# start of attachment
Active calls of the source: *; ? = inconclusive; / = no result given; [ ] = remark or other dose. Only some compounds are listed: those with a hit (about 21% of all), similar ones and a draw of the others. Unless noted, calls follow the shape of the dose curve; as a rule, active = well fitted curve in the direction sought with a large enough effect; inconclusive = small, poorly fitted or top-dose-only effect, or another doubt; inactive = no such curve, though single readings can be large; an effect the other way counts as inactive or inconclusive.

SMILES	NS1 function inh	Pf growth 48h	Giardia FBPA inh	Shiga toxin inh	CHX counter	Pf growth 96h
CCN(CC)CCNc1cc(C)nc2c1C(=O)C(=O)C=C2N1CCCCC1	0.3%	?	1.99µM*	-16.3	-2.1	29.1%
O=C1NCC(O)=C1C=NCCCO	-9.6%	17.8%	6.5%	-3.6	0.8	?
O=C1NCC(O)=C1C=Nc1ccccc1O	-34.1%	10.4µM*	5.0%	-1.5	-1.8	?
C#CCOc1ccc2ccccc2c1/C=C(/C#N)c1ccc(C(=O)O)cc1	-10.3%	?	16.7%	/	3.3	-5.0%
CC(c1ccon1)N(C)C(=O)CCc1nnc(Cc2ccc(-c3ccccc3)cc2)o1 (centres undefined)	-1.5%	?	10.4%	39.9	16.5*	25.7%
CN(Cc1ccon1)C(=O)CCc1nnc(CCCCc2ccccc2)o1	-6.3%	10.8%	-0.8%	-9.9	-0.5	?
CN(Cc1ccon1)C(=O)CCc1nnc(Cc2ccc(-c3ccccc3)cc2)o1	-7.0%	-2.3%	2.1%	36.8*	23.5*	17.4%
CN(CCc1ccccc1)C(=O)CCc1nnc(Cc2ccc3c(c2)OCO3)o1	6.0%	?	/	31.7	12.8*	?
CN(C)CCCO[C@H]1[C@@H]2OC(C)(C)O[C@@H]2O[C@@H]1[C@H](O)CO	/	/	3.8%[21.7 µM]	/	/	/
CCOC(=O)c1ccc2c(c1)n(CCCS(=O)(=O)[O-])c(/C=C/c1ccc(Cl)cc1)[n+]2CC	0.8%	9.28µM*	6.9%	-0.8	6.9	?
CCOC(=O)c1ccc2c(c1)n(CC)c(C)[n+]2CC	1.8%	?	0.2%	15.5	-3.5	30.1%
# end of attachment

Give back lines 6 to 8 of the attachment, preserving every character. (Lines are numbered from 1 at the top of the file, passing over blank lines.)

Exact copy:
C#CCOc1ccc2ccccc2c1/C=C(/C#N)c1ccc(C(=O)O)cc1	-10.3%	?	16.7%	/	3.3	-5.0%
CC(c1ccon1)N(C)C(=O)CCc1nnc(Cc2ccc(-c3ccccc3)cc2)o1 (centres undefined)	-1.5%	?	10.4%	39.9	16.5*	25.7%
CN(Cc1ccon1)C(=O)CCc1nnc(CCCCc2ccccc2)o1	-6.3%	10.8%	-0.8%	-9.9	-0.5	?